Canada’s two largest universities — University of Toronto and York University — are affected by strikes. Last week, first graduate student teaching assistants and course instructors struck at U of T, followed closely by all contract teaching assistants and instructors at York University. (York’s CUPE 3903 Unit 2 — non-student contract faculty members — ratified the university’s latest offer Monday night; the other units rejected it.) The York administration shut classes down entirely; at U of T, some classes continue. Thousands of miles away, faculty members at the University of Northern British Columbia walked off the job in Prince George and at branch campuses elsewhere in the province last Thursday. The strike continues this week.
I was last a teaching assistant in 2009, and it’s been three years since I defended and submitted the final version of my doctoral dissertation. But I speak with graduate students and PhDs who work as sessionals or adjuncts on an almost daily basis. And, I was scheduled to travel to Prince George later today, to take part in a conference for graduate students at UNBC. That two-day event is now cancelled. I’m following the strikes as an interested outsider.
At U of T, the main issue is the guaranteed funding package for graduate students. Departments in the faculty of arts and science fund eligible graduate students — usually doctoral students — to the tune of $15,000 per year, minimum. This amount includes earnings for TA-ships or related work. The administration will tell you that the hourly wage for a teaching assistant exceeds $40/hour. True, but this is an obfuscation: The rate of pay is irrelevant to most students who, after all, are full-time students. What matters to them is the funding package as a whole. Fifteen grand is several thousand dollars less than the cost of living in Toronto. Students are not always able to find or take on extra paid work, and many are prohibited from working more than 10 hours per week, as all graduate students are at York. (It is largely thanks to OGS and SSHRC that I was debt free when I finished my degree.)
English professor Paul Downes points out in an open letter to his colleagues that the troubles with the funding package affect humanities students most of all. They are the ones whose departments tend not to offer them more than the guaranteed minimum, he says. Dr. Downes calls on fellow professors to support the strikers, whose cause is largely the same as their own:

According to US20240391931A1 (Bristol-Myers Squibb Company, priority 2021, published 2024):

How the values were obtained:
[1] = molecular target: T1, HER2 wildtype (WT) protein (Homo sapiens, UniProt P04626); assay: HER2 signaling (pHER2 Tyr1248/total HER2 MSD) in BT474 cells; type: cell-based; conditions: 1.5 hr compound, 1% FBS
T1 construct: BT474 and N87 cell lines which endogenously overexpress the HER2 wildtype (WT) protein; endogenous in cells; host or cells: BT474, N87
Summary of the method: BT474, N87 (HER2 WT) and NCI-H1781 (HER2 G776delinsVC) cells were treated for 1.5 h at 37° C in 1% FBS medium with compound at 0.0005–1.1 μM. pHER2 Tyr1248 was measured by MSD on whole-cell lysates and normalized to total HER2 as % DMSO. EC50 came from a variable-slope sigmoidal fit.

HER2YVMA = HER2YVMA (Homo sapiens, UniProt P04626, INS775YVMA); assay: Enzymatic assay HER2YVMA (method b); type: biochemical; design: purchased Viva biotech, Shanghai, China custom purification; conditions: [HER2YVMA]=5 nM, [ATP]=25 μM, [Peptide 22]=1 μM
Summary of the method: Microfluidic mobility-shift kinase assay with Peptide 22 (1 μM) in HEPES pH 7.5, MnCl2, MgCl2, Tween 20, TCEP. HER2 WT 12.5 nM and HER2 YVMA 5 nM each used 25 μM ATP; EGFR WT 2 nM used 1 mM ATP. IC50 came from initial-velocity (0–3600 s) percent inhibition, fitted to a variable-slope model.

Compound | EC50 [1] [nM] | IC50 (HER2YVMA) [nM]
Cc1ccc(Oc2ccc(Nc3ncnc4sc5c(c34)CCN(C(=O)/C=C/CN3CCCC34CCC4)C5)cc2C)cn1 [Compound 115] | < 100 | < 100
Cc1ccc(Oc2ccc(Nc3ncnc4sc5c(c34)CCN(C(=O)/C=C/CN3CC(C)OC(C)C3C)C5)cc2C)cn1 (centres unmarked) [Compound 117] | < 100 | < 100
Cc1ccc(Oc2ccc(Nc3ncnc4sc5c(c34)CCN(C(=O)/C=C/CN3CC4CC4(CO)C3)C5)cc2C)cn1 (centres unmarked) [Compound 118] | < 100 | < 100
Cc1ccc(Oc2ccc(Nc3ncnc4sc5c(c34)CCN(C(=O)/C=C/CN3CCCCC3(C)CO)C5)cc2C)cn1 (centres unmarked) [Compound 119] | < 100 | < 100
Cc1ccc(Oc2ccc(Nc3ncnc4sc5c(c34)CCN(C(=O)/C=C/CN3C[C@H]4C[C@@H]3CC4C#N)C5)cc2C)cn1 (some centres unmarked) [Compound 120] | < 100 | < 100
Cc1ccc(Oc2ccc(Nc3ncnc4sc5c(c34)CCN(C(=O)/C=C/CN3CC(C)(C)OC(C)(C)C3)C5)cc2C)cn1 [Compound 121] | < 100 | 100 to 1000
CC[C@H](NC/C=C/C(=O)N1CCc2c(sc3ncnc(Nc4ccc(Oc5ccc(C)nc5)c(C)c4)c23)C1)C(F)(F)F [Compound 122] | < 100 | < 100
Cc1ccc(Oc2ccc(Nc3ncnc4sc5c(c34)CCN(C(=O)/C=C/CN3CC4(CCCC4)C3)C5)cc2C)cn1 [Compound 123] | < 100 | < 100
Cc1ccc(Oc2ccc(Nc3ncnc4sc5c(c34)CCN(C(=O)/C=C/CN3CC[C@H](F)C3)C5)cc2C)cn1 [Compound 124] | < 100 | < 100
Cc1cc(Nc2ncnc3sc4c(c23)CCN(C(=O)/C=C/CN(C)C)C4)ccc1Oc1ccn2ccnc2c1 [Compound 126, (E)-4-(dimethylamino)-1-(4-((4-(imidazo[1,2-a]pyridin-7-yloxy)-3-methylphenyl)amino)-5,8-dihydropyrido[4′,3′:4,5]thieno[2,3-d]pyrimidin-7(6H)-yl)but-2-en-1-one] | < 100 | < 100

This strike is a symptom of all the things many of us are most concerned about: the shrinking public investment in education; the corporatization of the university; the marginalization of the humanities; the rise of one or another form of precarious employment; the widespread hostility towards organized labour; and the ongoing disaster of our inability to promise PhD students in the humanities a decent chance of securing a tenure-track job after they have helped us to teach our undergraduate classes, fill our graduate classes, enhance our reputation and professional status as research professors and sustain a vibrant departmental culture. This strike may not be the strike we wanted, it may be something of a blunt instrument, but it is the strike we have helped to produce and we have offered our students no alternative.
According to the “young academics” the Globe and Mail‘s education editor Simona Chiose spoke to, the strike “is the result of simmering anger over their future prospects.” No doubt.
On the weekend I read a memoir written by a former tenure-track professor at Colgate University. He recounts how, having recently lost his job — the English department was too top-heavy, his dean said — he went to see an old friend, to ask him for help.
“Maybe you could put me out on the road, selling books,” I said. “It’s not a question of whether or not I could sell books, is it? Because I mean, for years I’ve been selling books, I mean selling literature to students who don’t read.”
He looked like he was interested, but then he said, “The truth is that the people we hire here are in their early twenties, right out of college or business school, for the most part. I couldn’t even recommend you without looking silly. People would wonder what I was doing. It wouldn’t make sense.”
“Yes,” I said, “I understand.”
(Don J. Snyder, The Cliff Walk: A Memoir of a Job Lost and a Life Found, Boston: Little, Brown and Company, 1997, p. 77.)
The challenges Snyder faced in looking for a job are all-too-familiar to my friends and clients. It is often extremely difficult for new PhDs to secure meaningful, full-time employment that pays a living wage. This is true for academic and non-academic jobs. Recent graduates may spend years teaching courses on short-term per-course contracts, often for multiple universities at the same time, or moving far from friends and family to take up a one to three year postdoctoral fellowship or visiting assistant professorship position. (“Visiting from where? you might ask. From nowhere.“) Those of us who “leave” academia may find it takes four to five years to settle into a new career. To pay graduate students a pittance, sell them (if only by implication) on the merits of a tenure-track position, then offer them little assistance on the transition to secure employment . . . well, it doesn’t sit right with me.
Good wishes to those of you on the picket lines. I am with you in spirit.